Preferably however said table store contains a plurality of tables of addressing codewords relating to different regions of said main store, each of which relates to particular data required from said main store and a further store is provided to relate individual ones of said processors to individual ones of said plurality of tables, said further store being arranged to address said table store to cause the selection of a particular table therein in dependence upon which of the processors is requiring access to said main store. Normally the number of tables stored in said table store is greater than the number of processors and the contents of said further store are variable whereby to enable the relating of different ones of said processors to different ones of said tables.
By data is to be understood any form of stored information including programs.
Said table store may also include stored codewords defining areas of said main store to which various of said processors should not have access, in which case said table store is arranged to address said main store not only with a digital addressing word to select one of the regions therein but also with a codeword defining when said addressing word relates to an area of said main store to which that processor which is addressing said table store should not have access, or should only have conditional access, e.g. "read only" .
As will be appreciated, said main store and said table and further stores (but preferably not so far as the latter stores are concerned) may be constituted by storage distributed about the system. For example, normally each processor will itself contain registers or other forms of storage which may constitute part of said main store and/or part of said table and/or further stores.
In a practical example A=4 bits, B=12 bits, X=16 bits, Y=20 bits and Z=8 bits.
In a typical example also, twelve processors are provided.
Preferably all of said stores and said processors are interconnected by a data-bus or highway and, as known per se (see, for example, the Locus 16 system referenced above) a central control unit is provided to determine which one of said processors is given access to said data-bus at any one time.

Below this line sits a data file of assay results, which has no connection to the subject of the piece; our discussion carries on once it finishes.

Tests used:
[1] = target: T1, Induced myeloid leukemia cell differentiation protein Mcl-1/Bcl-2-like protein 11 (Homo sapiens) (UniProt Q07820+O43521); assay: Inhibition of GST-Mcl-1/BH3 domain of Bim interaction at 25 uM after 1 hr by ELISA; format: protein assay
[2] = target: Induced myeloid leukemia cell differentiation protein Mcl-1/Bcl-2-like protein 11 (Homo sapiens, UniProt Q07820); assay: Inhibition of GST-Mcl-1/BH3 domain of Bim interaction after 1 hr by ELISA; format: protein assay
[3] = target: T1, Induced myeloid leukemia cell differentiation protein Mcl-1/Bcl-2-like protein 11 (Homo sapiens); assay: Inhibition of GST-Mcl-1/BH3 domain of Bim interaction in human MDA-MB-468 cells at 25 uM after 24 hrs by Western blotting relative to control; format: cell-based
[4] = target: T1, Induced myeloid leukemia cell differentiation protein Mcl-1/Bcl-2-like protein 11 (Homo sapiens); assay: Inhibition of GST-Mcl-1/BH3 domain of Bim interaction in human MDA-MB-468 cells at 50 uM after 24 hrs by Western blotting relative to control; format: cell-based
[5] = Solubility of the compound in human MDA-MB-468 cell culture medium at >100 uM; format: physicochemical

Preferably said table store and, where provided, said further store, is accessible for changing any of the contents thereof to one and one only executive processor. Said last mentioned processor may be one of said plurality of processors or an individual executive processor.
Each table stored in said table store may relate to data required by an individual one of said processors or to data required by each of a plurality of said processors.
In operation, some or all of said tables relating to data frequently required may be regarded as permanent or resident.
FIG. 1 is a block diagram illustrating the principles of this invention;
FIG. 2 is a block diagram similar to FIG. 1 but illustrating a modified form of table storage means; and
FIG. 3 is a block diagram illustrating the control unit.
The invention is further described with reference to FIGS. 1,2 and 3 of the accompanying drawings which are highly schematic block diagrams representing two examples of one data processing system in accordance with the present invention. In FIGS. 1 and 2 like references are used for like parts. FIG. 3 represents the control unit shown in FIGS. 1 and 2.
Referring to FIG. 1, twelve processors referenced 1 to 12 are connected to a data-bus 13. One of these processors, 1, receives information to be processed and feeds it in parallel digital form to the data-bus. Other processors, e.g. 2,3,4 and 5, perform mathematical calculations and logic functions. The processors produce outputs to communication systems e.g. to a visual display, to a disc storing device, to paper tape equipment and to a printer. Also connected to the data-bus 13 is a main store 14 a table store 15, a control unit 16 and an executive processor 17.
The data-bus 13 is controlled by control unit 16 so as to be capable of passing the following signals:
(a) Signals from the processors 1 to 12 showing which of these are currently awaiting use of the data-bus 13.
(b) Signals from the data-bus control unit 16 indicating which one of the processors 1 to 12 is to make use of the data-bus when this becomes free.
(c) A digital codeword generated by one of the processors 1 to 12 and defining the data item to which access is required by that processor.
(d) A signal defining the nature of the access required, e.g. "read" or "write" and
(e) Signals defining the content of the data item to which access is required, these last mentioned signals being generated by the digital processor currently making use of the data-bus for "write" operations and being signals generated by the main store 14 or the table store 15 or that one of the digital processors 1 to 12 providing the data for "read" operations.